Comparison to other phonetic transcription schemes
Materials published elsewhere use somewhat different conventions from those used at. For example, it is a longstanding tradition to transcribe the open back rounded vowel [ɒ] in ånd[ˈɒnˀ] 'spirit' with ⟨ʌ⟩, but that is not standard IPA usage.
This section compares the IPA system used at with the system used in some other works. The actual phonetic value of each symbol is listed in the last collumn for the sake of clarity.
Symbols preceded by a dagger ⟨†⟩ are either non-IPA or IPA symbols used in a non-standard manner.
a. ^^ Not distinguished from the short allophone of /ɔ/ in the works, so that both ånd 'spirit' and the final syllable of løber 'runner' are transcribed with ⟨ʌ⟩. In this guide we write the former with ⟨ɒ⟩ and the latter with ⟨ɐ⟩, even though there is often no phonetic difference between the two: [ˈɒnˀ, ˈløːpɐ].
b. ^^^^^ The symbol ⟨ʌ⟩ is used for the main allophone of /ɔ/ (as in ånd 'spirit'), whereas ⟨ɒ⟩ is used wherever there is ⟨r⟩ in spelling, as in korset 'corset' (though ⟨ʌ⟩ is sometimes also seen in this context, as in profesor 'profesor'), in the diphthong [ɒu̯] and as a result of schwa-assimilation. Here, we do not differentiate between them and transcribe both with ⟨ɒ⟩: [ˈɒnˀ, kʰɒˈsɛt]. The symbols ⟨ʌ⟩ and ⟨ɒ⟩ correspond to [ɒ̽] and [ɔ] in narrow transcription; Danish [ɔ] is a closer vowel: [ɔ̽].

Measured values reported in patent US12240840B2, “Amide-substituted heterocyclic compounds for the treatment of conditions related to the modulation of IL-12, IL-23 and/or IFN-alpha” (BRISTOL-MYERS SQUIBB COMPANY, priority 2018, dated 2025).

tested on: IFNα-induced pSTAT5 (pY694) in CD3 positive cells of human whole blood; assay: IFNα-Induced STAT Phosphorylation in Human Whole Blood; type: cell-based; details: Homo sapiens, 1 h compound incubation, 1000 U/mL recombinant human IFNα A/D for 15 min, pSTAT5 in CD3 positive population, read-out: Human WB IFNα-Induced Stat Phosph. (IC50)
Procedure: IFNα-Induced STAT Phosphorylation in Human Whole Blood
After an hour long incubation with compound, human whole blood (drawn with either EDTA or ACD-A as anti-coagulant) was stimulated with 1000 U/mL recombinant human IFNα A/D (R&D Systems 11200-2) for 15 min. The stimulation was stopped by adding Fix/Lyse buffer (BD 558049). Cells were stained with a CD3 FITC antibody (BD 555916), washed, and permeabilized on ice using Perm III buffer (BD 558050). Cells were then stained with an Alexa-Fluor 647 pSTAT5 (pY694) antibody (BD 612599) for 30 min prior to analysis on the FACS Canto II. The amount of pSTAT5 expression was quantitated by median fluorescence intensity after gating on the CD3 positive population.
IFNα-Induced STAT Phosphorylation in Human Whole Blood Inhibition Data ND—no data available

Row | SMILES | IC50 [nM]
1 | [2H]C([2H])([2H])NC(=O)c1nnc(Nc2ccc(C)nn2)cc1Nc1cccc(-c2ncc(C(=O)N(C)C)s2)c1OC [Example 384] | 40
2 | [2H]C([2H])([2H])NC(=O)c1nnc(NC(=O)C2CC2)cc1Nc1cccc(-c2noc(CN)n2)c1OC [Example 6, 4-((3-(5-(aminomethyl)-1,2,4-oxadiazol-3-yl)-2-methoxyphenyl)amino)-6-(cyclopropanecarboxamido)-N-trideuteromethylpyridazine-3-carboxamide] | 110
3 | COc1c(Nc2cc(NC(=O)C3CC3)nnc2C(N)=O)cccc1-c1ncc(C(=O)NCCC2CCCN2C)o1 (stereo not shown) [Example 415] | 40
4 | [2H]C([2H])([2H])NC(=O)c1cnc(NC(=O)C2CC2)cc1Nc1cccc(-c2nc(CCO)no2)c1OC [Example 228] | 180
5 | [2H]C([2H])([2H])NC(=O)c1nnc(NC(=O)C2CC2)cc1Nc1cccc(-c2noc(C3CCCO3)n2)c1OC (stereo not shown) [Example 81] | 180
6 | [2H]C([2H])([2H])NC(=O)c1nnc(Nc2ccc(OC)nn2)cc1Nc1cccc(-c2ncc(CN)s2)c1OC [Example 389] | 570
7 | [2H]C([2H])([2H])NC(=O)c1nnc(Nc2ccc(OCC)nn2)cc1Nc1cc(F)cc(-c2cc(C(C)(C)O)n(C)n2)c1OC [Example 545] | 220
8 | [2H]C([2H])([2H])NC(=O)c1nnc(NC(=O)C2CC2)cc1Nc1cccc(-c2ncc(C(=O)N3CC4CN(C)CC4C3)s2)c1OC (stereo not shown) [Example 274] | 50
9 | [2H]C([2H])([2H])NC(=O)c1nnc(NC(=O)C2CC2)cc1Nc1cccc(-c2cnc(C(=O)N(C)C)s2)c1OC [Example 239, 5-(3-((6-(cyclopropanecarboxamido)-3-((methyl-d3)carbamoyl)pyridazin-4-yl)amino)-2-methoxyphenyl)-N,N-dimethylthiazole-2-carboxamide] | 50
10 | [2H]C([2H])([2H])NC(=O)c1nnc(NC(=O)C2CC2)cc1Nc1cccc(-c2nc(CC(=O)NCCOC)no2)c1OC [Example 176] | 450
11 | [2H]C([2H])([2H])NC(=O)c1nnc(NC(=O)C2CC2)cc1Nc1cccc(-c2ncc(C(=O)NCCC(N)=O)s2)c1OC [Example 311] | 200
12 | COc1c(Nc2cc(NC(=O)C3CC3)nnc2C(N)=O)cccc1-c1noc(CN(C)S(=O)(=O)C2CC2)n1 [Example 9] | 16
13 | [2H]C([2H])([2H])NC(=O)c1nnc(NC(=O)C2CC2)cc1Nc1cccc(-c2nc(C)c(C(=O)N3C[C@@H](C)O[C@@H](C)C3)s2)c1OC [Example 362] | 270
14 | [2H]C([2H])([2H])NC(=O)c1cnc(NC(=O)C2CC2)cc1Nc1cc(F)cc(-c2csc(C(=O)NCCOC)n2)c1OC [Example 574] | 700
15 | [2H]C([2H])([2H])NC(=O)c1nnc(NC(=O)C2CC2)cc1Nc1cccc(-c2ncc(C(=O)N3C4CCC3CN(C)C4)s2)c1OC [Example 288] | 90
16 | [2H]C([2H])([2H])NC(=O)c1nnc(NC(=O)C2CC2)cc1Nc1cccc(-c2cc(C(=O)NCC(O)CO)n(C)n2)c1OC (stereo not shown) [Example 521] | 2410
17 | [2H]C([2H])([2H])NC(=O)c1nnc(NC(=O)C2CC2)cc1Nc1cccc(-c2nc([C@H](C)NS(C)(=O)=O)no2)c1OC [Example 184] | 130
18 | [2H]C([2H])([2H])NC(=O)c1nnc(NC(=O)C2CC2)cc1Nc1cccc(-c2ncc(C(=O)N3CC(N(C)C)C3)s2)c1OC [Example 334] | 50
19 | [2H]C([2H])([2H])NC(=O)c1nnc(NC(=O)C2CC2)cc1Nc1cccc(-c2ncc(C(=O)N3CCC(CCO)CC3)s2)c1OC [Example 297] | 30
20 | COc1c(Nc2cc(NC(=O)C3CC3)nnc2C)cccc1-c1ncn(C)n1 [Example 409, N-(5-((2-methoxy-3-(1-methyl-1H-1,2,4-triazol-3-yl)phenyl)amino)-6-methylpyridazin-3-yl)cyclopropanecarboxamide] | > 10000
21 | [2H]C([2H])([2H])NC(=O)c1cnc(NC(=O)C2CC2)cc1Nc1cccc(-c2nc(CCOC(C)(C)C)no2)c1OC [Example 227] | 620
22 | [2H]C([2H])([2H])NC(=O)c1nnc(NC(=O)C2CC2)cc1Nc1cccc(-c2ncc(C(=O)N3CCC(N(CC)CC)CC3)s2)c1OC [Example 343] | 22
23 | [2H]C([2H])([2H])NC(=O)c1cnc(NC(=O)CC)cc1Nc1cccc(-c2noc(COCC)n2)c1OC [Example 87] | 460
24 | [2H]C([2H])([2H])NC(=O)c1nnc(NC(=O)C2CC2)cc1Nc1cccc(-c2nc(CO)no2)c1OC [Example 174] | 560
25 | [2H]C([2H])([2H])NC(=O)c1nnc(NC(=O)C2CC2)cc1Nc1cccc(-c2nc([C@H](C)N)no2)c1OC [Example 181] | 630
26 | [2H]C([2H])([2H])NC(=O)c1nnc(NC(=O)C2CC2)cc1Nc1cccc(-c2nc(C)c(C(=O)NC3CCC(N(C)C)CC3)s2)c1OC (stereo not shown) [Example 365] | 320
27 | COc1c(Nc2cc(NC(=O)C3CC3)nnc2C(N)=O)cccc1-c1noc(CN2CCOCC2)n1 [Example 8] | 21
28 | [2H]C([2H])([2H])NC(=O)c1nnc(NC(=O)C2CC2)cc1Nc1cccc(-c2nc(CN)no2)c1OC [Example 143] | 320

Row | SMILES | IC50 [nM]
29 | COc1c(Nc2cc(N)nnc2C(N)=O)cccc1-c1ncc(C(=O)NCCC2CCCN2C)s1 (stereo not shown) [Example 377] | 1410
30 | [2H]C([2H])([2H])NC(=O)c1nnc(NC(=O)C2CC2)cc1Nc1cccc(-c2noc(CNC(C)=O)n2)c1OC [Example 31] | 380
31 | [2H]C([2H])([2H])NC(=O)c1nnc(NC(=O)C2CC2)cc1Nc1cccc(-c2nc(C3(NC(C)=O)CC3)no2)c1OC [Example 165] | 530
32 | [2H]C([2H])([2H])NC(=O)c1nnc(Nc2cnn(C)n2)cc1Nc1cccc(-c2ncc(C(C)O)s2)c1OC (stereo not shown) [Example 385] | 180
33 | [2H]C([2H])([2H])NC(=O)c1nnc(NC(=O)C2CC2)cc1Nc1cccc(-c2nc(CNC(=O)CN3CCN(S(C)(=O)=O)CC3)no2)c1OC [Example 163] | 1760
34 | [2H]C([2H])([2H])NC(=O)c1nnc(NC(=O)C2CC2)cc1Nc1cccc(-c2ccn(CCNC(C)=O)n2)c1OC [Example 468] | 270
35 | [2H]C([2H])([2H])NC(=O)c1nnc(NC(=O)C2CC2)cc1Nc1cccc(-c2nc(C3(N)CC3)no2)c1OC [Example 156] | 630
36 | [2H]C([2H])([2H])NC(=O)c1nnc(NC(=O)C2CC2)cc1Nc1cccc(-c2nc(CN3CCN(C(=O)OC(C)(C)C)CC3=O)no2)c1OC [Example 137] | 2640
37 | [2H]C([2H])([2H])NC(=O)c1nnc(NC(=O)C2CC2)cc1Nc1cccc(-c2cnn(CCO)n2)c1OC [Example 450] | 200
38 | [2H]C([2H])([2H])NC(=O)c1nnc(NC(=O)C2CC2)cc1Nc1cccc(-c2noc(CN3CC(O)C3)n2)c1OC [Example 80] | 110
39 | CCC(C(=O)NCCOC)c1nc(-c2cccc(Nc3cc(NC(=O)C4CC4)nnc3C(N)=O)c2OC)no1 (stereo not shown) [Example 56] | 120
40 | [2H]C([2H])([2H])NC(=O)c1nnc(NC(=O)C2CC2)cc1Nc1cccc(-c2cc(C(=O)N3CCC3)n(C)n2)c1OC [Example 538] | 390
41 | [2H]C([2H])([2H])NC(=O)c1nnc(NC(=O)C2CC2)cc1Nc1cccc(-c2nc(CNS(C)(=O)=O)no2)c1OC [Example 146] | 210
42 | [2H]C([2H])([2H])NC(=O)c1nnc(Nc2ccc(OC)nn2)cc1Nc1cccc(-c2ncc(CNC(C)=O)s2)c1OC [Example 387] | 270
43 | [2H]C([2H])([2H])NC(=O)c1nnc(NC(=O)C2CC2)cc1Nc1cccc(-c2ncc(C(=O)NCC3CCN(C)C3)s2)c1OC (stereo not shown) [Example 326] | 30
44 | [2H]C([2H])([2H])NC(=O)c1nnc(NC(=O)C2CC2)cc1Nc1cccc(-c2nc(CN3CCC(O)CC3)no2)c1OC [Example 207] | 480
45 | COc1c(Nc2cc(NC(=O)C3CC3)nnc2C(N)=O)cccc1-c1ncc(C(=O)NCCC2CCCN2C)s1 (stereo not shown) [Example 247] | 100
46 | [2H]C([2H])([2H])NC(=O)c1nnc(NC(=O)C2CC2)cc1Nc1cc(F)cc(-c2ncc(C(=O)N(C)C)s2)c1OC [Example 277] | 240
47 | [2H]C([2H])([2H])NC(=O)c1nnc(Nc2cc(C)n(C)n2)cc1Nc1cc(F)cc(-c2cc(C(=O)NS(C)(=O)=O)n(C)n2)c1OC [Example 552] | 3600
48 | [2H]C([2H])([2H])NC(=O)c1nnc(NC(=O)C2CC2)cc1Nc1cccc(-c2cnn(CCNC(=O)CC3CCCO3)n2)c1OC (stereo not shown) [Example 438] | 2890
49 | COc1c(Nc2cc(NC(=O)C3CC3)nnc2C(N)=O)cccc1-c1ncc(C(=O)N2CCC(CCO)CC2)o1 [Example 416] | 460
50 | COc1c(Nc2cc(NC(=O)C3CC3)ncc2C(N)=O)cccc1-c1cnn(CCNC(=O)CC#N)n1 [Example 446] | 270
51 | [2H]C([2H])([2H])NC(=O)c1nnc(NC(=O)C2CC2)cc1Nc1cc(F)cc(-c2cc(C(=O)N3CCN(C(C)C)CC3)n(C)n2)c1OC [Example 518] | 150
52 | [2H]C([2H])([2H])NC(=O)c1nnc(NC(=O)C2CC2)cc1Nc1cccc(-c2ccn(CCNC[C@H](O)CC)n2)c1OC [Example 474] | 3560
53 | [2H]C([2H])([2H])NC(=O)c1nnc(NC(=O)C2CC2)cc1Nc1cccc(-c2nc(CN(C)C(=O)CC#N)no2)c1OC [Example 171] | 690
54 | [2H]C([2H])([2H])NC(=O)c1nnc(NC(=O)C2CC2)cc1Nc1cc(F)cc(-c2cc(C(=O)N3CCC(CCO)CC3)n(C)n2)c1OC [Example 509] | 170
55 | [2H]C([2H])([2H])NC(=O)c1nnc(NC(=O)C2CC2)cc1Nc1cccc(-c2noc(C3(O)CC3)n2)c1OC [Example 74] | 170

c. ^^^^^ The sign ⟨a⟩ is used for the main (front) allophone of /a/, whereas ⟨æ⟩ (⟨ɛ⟩ in Haberland (1994)) is used in some other contexts, e.g. in the diphthong [æɐ̯] (which Haberland writes with ⟨ɛɐ̯⟩). Here, we do not differentiate between the two and transcribe both with ⟨æ⟩. The symbols ⟨a⟩ (as used in works other than this guide) and ⟨æ⟩ correspond to [æ] and [ɛ] in narrow transcription; Danish [ɛ] and [e] are closer vowels: [e], [e̝].
d. ^^^^^^^^^^[i̯, u̯] in [ei̯, ɛi̯, ui̯, eu̯, iu̯, ou̯] (e.g. sneg[ˈsnei̯ˀ] 'sneaked'), [e̯, o̯] in other diphthongs, especially those that begin open-mid or lower (e.g. hav[ˈhao̯] 'ocean'). In this guide, we do not distinguish between the two and write both with ⟨i̯, u̯⟩ for the sake of simplicity: [ˈsnei̯ˀ], [ˈhau̯]. Some works (e.g. Grønnum (2005)) do not distinguish [i̯] from [j] and transcribe [u̯] with ⟨w⟩. Basbøll writes the endpoints of the diphthongs with ⟨ɪ̯ ʊ̯⟩, which suggests either too open a starting point of [ei̯] or that it is a centering diphthong instead of a front closing one (from near-close to close), or that [iu̯] is a backing-opening diphthong instead of just backing.
e. ^^^^ The symbols ⟨ɶ⟩ and ⟨ɶː⟩ are used in words such as grøn 'green' (transcribed [ˈɡ̊ʁɶnˀ] by Nina Grønnum), whereas ⟨œ̞⟩ and ⟨œ̞ː⟩ are used in words such as gøre 'to do' (transcribed [ˈɡ̊œ̞ːɐ] by Nina Grønnum). Hans Basbøll notes that not all speakers have this distinction. In this guide, only ⟨ɶ⟩ and ⟨ɶː⟩ are used: [ˈkʁɶnˀ, ˈkɶːɐ]. The symbols ⟨ɶ(ː)⟩ and ⟨œ̞(ː)⟩ correspond to [ɶ̝(ː)] and [œ(ː)] in narrow transcription; Danish [œ(ː)] is a closer vowel: [œ̝(ː)].
^ ab[tɕ] is phonemically /tˢj/, and [ɕ] is phonemically /sj/.
^ ab[ɪ] and [ʊ] are assimilatory variants of [i̯ə] and [u̯ə], respectively.